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COMMONWEALTH PENNSYLVANIA v. ROBERT KNOX (08/21/81)

filed: August 21, 1981.

COMMONWEALTH OF PENNSYLVANIA,
v.
ROBERT KNOX, APPELLANT



No. 2554 October Term, 1979, Appeal from the Judgment of Sentence of the Court of Common Pleas, Criminal Division of Phila. County at No. 998/1009 Aug. Term 1975.

COUNSEL

Franchot Golub, Philadelphia, for appellant.

Maxine J. Stotland, Assistant District Attorney, Philadelphia, for Commonwealth, appellee.

Spaeth, Brosky and Hoffman, JJ.

Author: Spaeth

[ 290 Pa. Super. Page 106]

This is an appeal from a judgment of sentence. Appellant's principal argument is that his trial counsel was ineffective in failing to present an insanity defense. Finding no merit in this argument, or in appellant's other arguments, we affirm.

On June 20, 1975, appellant and two other men committed a series of violent acts against the occupants of an apartment in the building in which appellant lived. In its opinion the lower court described these events as follows:

On the pretense that Rubenna Coleman had burglarized his apartment, defendant, with his two confederates, invaded her apartment and during the course of several hours, robbed, raped, sodomized and terrorized Ms. Coleman and her luckless guests. These crimes were perpetrated with unusual depravity and brutality: the victims were alternately tied, beaten and terrorized; the two women were sodomized and forced to commit cunnilingus on one another and fellatio on Mr. Chaney. Diane Ruff

[ 290 Pa. Super. Page 107]

    was compelled to defecate and Ms. Coleman to eat it and drink from a pail containing regurgitation and feces. Ms. Ruff was scalded with boiling water. Only the dawn brought surcease from the outrage. The police found both women exhausted and severely injured. Ms. Ruff required plastic surgery on her face.

Slip op. at 2-3.*fn1

On May 17, 1976, when the case was first listed for trial, appellant failed to appear. A bench warrant was issued but he was not apprehended until September 13, 1976. Slip op. at 10. On April 25, 1977, the trial commenced, before a jury. On May 3, appellant was found guilty on two counts of aggravated assault, two counts of robbery, three counts of involuntary deviate sexual intercourse, and one count each of terroristic threats, criminal conspiracy, unlawful restraint, and possession of an instrument of crime.

On May 9, 1977, appellant's trial counsel filed motions in arrest of judgment and for a new trial, alleging only that the verdict was contrary to the evidence, contrary to the weight of the evidence, and contrary to the law. In addition, his motions referred to "[s]uch additional reasons, as counsel may file after the Notes of Testimony have been transcribed." Appellant's counsel subsequently withdrew his appearance and appellant obtained new counsel, who apparently filed additional post-verdict motions, including allegations of ineffectiveness on the part of trial counsel.*fn2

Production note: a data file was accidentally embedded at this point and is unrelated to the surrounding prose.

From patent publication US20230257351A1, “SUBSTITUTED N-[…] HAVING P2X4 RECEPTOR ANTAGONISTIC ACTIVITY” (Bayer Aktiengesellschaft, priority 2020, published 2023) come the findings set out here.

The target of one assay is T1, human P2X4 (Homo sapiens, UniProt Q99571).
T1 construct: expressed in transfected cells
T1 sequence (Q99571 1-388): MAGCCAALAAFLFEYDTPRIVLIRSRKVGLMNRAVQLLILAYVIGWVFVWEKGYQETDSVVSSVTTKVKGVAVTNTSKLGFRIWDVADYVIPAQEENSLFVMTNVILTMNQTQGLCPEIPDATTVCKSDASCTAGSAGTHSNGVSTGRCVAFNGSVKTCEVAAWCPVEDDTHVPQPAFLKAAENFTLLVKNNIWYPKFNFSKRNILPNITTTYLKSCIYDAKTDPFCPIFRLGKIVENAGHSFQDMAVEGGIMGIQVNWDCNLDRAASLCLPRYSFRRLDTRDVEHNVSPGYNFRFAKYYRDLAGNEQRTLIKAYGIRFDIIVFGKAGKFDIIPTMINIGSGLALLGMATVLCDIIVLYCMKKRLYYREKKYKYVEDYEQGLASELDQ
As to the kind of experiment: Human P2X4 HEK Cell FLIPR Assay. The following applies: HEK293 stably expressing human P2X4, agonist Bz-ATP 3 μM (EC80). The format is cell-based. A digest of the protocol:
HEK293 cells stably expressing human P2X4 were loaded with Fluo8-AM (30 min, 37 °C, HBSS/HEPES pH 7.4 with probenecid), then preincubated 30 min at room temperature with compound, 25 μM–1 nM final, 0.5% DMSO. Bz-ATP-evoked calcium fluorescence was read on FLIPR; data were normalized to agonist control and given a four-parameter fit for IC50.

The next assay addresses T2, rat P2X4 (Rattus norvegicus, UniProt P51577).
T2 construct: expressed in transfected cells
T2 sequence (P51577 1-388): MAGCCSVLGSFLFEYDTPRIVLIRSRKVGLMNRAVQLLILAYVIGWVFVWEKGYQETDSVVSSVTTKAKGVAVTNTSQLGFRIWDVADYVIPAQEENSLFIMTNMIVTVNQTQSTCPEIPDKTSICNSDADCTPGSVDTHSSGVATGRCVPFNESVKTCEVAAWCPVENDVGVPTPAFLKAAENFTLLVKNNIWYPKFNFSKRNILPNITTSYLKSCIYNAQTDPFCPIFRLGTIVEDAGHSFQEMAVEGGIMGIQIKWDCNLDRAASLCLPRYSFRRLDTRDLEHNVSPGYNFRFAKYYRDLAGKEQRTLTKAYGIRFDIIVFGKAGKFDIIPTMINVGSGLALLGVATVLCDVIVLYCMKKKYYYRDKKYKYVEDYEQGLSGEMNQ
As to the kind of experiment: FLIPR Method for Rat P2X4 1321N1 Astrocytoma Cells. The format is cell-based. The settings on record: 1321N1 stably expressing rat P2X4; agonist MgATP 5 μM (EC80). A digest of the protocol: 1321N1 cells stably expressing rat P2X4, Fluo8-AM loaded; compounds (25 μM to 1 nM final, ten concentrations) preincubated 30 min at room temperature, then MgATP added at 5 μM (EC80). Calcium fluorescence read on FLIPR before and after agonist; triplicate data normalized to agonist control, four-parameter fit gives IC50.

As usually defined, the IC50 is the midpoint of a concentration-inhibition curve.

[ 290 Pa. Super. Page 108]

On August 14, 1978, and again on February 1, 1979, the lower court held hearings on appellant's allegations of ineffectiveness of counsel. On December 5, 1979, the lower court denied the post-verdict motions and sentenced appellant. Appellant appeals from this judgment of sentence.

Appellant's principal argument is that his trial counsel was ineffective in failing to present an insanity defense.*fn3

[ 290 Pa. Super. Page 109]

Appellant was originally represented by James Crummett, an attorney from the Defender Association of Philadelphia. Sometime in late November 1976, after appellant's flight and apprehension, the lower court received a letter from appellant in which appellant stated that he wished to enter a plea of not guilty by reason of temporary insanity. Slip op. at 10. Mr. Crummett then arranged to have appellant examined by Perry A. Berman, a psychiatrist associated with the Defender Association. On January 7, 1977, Dr. Berman examined appellant for a little over an hour and reviewed the records in the case, including transcripts of testimony in the cases involving appellant's co-defendants. N.T. at 420. On January 12 Dr. Berman reported his findings to Mr. Crummett in a memorandum in which he said in part:

The nature of the crime itself indicates a need for psychiatric evaluation.

He and his friend went to that apartment, and when they entered they started threatening the two women, and one of the men that were there. Someone threw lye on his friend and that caused both of these men to go berserk. At that point the co-defendant and this defendant started a series of what obviously seemed like crazy acts. I will not go into reporting them here, but from the description I have been given the entire episode sounds like a loss of touch with reality and a relatively psychotic state.

[ 290 Pa. Super. Page 110]

I am not presenting any further findings because I wish to discuss the case directly before further interviewing this man.

RECOMMENDATIONS : The usual insanity defense does not apply to this case. There does seem to have been a momentary period of insanity, and I am certain that the District Attorney would simply label that anger. I would label it anger, with loss of contact in reality. However, there is no evidence of continuing mental illness in this defendant.

In a memorandum dated January 24, 1977, Mr. Crummett requested from Dr. Berman "a total background work-up and full psychiatric profile with an aim towards preventing an insanity (temporary or otherwise) ...


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